VMware advances application security with AppDefense

VMware's AppDefense combines least privilege with automation, orchestration and machine learning to help improve application security.

VMware advances application security
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This week at VMworld, VMware announced market availability of a new security technology called AppDefense. AppDefense is an application-layer security control designed to profile applications, determine “normal” behavior and then provide a series of least privilege controls for applications and options for security incident remediation.

Now, in some respects, AppDefense is a lot like application whitelisting/blacklisting, which can be very effective for limiting the attack surface, but the historical problem with application controls is operational overhead. If you want to implement whitelisting, you have to know what workloads are running and what they are allowed to do, and then implement controls to restrict unanticipated application behavior. This can become quite cumbersome when servers run multiple applications with dynamic development cycles and changing behavior. 

What VMware has done with AppDefense is marry application controls to machine learning in order to automate the whole enchilada. AppDefense discovers all the applications, monitors their behavior and then creates a manifest of known behavior for each application.

Armed with this knowledge, the cybersecurity team can build rules and processes that can be triggered when application behavior suddenly goes haywire. Potential actions could include coordination with application development and DevOps teams to see if new applications components were added, quarantining applications using NSX, or even sharing AppDefense telemetry with SIEM or EDR solutions for more thorough analysis.

How VMware's AppDefense improves application security

AppDefense isn’t a revolutionary way to do things, but it certainly has the potential to help CISOs really improve application security, as these features illustrate:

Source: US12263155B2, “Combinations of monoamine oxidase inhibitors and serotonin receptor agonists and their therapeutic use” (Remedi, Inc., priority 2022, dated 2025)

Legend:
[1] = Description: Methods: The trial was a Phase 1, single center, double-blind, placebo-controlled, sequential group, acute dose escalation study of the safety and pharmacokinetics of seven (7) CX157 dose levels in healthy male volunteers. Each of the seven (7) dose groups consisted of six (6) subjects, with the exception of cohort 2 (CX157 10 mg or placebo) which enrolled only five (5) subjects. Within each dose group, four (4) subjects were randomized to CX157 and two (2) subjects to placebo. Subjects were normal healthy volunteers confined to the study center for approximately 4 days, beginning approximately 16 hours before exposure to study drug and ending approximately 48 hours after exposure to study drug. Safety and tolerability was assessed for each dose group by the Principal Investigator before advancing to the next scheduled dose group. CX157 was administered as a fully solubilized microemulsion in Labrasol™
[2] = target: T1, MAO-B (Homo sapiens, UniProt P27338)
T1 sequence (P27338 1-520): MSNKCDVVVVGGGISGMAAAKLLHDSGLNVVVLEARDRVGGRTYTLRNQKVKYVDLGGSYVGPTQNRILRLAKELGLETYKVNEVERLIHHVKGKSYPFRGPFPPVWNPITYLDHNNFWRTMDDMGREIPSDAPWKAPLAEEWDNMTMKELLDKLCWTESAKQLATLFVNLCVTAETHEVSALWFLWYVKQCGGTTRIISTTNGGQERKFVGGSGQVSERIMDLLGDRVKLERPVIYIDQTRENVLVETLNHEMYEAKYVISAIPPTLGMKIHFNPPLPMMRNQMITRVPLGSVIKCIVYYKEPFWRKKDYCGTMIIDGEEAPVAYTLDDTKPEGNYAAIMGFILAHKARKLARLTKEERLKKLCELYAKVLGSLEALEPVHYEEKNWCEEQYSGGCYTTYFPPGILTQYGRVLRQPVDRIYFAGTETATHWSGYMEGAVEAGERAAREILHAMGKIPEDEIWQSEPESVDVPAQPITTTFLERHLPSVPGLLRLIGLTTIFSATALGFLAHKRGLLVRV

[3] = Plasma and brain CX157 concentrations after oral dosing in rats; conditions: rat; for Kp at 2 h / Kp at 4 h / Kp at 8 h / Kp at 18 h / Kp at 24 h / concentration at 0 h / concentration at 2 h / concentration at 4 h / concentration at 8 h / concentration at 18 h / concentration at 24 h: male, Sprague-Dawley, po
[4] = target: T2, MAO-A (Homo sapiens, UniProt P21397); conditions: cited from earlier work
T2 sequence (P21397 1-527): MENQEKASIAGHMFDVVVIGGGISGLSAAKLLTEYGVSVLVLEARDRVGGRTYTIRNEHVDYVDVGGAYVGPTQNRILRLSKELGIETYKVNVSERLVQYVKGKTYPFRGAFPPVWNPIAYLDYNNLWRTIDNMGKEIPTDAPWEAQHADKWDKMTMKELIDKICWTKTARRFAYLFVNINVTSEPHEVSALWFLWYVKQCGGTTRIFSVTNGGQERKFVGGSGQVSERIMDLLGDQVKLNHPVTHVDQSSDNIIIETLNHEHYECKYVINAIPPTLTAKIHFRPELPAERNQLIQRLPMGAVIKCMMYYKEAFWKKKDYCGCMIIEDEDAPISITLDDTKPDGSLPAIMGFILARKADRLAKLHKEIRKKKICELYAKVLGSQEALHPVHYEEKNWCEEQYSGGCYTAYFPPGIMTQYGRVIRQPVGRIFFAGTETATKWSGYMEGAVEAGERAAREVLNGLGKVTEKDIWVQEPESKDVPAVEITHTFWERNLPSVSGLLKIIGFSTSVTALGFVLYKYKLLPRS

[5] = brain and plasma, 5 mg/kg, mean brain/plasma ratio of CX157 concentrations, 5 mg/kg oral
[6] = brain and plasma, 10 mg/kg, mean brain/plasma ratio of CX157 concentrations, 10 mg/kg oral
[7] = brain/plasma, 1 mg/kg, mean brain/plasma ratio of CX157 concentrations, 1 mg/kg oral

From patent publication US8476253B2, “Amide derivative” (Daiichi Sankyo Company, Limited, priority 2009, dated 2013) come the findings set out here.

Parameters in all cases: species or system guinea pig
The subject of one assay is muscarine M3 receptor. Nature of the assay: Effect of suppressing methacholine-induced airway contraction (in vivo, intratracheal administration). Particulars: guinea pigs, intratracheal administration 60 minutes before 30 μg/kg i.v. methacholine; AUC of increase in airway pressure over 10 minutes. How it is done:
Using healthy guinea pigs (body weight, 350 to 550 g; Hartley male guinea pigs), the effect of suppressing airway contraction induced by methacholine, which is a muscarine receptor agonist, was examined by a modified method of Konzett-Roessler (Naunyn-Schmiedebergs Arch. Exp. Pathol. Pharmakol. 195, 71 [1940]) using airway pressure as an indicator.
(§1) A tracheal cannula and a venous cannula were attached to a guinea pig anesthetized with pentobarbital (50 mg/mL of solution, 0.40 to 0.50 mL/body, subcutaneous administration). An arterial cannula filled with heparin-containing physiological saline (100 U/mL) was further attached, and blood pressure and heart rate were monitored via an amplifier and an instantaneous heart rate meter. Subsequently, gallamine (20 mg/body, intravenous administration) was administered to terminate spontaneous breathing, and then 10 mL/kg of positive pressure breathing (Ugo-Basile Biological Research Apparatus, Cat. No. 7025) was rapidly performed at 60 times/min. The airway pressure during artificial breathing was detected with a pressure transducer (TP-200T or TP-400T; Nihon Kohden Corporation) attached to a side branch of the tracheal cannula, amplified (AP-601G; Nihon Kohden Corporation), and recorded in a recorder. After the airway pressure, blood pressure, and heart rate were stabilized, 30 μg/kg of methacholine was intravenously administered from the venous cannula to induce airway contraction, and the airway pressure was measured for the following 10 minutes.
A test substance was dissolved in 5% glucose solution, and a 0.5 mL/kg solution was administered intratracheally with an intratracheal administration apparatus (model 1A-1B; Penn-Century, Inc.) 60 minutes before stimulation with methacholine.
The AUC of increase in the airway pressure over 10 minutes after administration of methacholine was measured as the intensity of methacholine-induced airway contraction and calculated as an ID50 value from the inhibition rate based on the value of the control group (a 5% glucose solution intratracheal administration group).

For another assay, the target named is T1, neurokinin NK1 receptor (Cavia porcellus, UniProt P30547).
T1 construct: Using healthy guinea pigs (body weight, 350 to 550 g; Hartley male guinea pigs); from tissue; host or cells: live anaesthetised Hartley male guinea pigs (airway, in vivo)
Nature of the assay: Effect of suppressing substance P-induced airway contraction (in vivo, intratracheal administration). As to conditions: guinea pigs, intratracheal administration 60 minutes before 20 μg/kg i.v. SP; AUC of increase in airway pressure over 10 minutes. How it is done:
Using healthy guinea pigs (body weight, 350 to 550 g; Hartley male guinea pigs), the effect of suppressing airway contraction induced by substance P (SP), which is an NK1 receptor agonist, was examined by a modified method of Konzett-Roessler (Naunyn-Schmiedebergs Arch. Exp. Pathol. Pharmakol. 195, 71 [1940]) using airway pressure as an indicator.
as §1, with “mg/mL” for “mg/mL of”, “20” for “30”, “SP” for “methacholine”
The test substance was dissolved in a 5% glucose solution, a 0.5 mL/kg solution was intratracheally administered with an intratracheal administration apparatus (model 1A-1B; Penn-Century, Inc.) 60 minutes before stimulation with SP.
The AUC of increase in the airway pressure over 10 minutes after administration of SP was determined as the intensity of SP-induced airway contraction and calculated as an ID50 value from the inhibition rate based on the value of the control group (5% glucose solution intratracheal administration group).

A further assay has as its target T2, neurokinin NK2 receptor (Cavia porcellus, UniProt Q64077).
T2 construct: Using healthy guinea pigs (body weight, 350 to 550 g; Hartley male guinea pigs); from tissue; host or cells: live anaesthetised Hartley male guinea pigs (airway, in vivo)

1. AppDefense's automation and machine learning trumps manual product deployment and customization. In case anyone forgot, we are in the midst of a global cybersecurity skills shortage. According to ESG research, 45% of organizations have a “problematic” shortage of cybersecurity skills today. CISOs know that decreasing the attack surface is synonymous with risk reduction, but many organizations don’t have the resources to assess, plan, deploy and operate application controls. As previously stated, AppDefense applies machine learning algorithms to alleviate this operational burden while delivering the risk-mitigating goodness of least privilege.

2. AppDefense brings security closer to application development. Security teams have always looked at security from the infrastructure up to the application, but that purview is no longer appropriate in an IT environment driven by agile development, DevOps, containers and cloud computing. By viewing security at the application layer, AppDefense can help CISOs align rapid application development/deployment with strong security.

3. AppDefense suits organizations with varying security and incident response skill sets. Far from a one-size-fits-all product, AppDefense can be used by different organizations in different ways. For example, mature organizations will capitalize on greater application visibility by sending AppDefense telemetry to other security analytics tools for further investigation. Leading-edge security teams can also bake AppDefense into application deployment workflows to coordinate with automation/orchestration DevOps tools such as Chef, Kubernetes and Puppet. Those firms with fewer security resources and skills can simply maintain least privilege by blocking anomalous behavior as it occurs.

4. AppDefense is built for integration. It’s worth mentioning that Carbon Black and IBM announced AppDefense integration partnerships at VMworld this week. Look for more security analytics partners soon. And with AppDefense’s built-in security controls, look for VMware to partner with security operations automation/orchestration tools, such as Demisto, Komand, Phantom, ServiceNow, Siemplify, Swimlane, etc., to automate incident response runbooks.   

VMware has some work ahead. AppDefense will likely take a while to gain broad market penetration while organizations figure out how to use it, where to deploy it, and what other application/compute-based security tools are needed to complement it. That means VMware must invest in market, channel, and partner education programs, create use case templates, and work with partners on reference architectures. If VMware can execute on these programs, AppDefense’s strong value proposition should drive adoption with enterprise customers. 

NSX is already a $1 billion-plus firewall business, while AppDefense should be quite successful on its own. VMware isn’t generally perceived as a infosec vendor, but based upon its performance and innovation, it may be high time for cybersecurity professionals to rethink this perception. 

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